Latent structure is similarly obscure and hard to grasp. It is the deep structure of bodies and compounds such as iron. To discover it, the investigator needs to look at similarly obscure anatomy.
XI–XXI. Bacon now explains the procedure for discovering the form of a simple nature. The example he chooses is heat. Firstly, all the instances, or examples of the presence of heat are arranged in a table; Bacon cites twenty- eight instances, including "the sun," "flaming meteors," "heated liquids" and "horse shit." They are essentially things or bodies, or even situations that display the nature in question.
The next stage is to consider divergences, or in this case instances of the lack of heat. Obviously, there are millions of instances in which heat is not present, so Bacon narrows down the field by giving counter-examples to the ones he has already recorded. Therefore the second table consists of instances such as heavenly bodies that do not give out heat, "horse shit" that is not warm to the touch, etc. These instances diverge from the instances of presence.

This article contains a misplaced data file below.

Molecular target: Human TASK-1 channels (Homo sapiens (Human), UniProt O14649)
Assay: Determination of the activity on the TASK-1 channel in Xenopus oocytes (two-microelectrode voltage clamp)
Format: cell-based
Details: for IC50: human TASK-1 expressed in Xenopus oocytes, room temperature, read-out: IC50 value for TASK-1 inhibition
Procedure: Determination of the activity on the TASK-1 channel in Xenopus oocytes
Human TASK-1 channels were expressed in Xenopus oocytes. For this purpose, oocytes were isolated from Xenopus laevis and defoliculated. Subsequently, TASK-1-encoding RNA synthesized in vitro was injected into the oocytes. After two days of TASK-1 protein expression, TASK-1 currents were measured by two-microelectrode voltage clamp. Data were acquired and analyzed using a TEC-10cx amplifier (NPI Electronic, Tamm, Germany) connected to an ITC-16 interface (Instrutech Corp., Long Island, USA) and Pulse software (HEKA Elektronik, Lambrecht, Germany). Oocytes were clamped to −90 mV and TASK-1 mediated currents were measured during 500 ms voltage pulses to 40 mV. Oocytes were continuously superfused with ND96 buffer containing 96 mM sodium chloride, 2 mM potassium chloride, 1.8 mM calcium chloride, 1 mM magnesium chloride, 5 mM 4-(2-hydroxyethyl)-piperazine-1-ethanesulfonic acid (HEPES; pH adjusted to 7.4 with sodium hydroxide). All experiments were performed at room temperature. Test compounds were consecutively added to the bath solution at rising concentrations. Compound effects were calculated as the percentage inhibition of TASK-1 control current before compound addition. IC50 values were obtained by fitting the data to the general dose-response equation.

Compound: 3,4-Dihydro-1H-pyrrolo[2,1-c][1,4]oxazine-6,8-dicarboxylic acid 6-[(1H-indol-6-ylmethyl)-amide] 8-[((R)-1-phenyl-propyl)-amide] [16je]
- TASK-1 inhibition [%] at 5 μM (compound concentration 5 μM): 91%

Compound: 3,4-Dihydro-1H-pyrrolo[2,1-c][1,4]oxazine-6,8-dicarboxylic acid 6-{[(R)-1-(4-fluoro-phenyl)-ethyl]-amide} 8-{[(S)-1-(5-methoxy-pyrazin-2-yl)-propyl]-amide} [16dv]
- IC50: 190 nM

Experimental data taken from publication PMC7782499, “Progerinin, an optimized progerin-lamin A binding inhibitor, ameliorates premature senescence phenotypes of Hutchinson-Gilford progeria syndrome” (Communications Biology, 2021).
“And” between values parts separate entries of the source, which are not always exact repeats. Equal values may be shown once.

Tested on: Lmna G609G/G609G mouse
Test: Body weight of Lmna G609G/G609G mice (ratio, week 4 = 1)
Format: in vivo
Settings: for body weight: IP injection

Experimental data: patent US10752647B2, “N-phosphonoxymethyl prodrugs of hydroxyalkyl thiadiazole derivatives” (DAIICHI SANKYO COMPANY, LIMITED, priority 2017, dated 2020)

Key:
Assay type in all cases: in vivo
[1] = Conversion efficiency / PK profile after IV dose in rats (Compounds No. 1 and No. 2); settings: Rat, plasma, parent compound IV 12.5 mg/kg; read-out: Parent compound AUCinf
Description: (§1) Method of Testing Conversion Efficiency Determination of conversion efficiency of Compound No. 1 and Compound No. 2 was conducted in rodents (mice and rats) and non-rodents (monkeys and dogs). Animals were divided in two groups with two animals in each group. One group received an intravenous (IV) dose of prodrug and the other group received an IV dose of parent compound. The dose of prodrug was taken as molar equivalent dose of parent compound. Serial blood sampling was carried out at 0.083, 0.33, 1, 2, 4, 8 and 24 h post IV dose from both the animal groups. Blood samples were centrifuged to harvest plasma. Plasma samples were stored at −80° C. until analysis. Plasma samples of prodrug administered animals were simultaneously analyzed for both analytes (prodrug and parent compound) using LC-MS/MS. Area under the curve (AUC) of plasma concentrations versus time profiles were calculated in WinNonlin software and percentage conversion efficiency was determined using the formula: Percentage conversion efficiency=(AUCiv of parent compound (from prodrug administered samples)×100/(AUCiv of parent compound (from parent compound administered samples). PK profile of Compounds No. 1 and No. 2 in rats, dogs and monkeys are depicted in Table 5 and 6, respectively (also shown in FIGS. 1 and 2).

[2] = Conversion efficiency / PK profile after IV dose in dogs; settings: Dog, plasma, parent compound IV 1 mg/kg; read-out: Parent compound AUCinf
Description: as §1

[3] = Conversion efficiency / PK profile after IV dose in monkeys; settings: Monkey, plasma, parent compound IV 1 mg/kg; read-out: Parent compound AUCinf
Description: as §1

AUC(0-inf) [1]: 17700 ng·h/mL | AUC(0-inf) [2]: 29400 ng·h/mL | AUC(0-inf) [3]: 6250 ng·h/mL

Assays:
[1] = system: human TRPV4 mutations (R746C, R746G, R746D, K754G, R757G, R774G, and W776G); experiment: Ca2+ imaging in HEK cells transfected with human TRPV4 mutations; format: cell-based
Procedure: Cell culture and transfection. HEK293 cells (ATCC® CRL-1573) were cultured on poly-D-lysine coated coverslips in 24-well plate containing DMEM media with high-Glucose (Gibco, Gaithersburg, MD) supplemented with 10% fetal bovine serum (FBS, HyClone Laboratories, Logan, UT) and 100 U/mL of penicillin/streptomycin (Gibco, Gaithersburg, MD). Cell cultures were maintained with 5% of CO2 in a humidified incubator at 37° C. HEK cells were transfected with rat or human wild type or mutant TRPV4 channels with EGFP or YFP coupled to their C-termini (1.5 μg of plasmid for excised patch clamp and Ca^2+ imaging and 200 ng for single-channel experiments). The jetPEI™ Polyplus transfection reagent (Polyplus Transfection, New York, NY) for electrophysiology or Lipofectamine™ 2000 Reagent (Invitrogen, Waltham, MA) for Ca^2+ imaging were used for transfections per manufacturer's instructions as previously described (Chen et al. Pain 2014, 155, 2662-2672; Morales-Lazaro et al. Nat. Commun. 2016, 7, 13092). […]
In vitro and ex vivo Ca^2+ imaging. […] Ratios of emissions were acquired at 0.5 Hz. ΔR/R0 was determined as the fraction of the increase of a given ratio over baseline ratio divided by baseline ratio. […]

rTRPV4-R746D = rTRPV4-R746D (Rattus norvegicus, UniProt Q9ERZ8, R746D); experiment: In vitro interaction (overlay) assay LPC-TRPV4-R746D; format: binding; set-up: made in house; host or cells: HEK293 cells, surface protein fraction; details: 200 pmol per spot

Bacon's third table consists of instances where the given nature varies, or is sometimes present and sometimes not. These degrees of comparison are important to discovering the form, or definition of a nature, because an instance has to increase or decrease when the nature itself alters to be considered a true form. Only instances that are directly related to a nature in this way can be seen as forms.
Only when these three tables have been completed can the investigator analyze them. Assembling the tables is a methodical and careful way of ensuring that all the evidence is available; ultimately, these tables will be drawn from the comprehensive natural history that Bacon proposes. Another point is important; the preparation of tables to present evidence to the intellect differs greatly from the method of the syllogism, which assumes certain universal truths, such as the form of heat. Bacon's method begins with only experience, and attempts to build such axioms from scratch.
The next stage is a process of exclusion. Induction works by beginning with a large amount of raw material, and excluding more and more of it until a definition is achieved. After some instances of the nature in question have been excluded, a first harvest, or preliminary definition can be attempted. This is a very rough interpretation of the data presented, which Bacon nevertheless believes can be valuable. Its value lies in revealing errors; if the first interpretation is hopelessly inaccurate, the intellect can build upon it.
Bacon now sets out the next stages of his method. The only one that he discusses, however, is the concept of privileged instances, which takes up the rest of Book Two.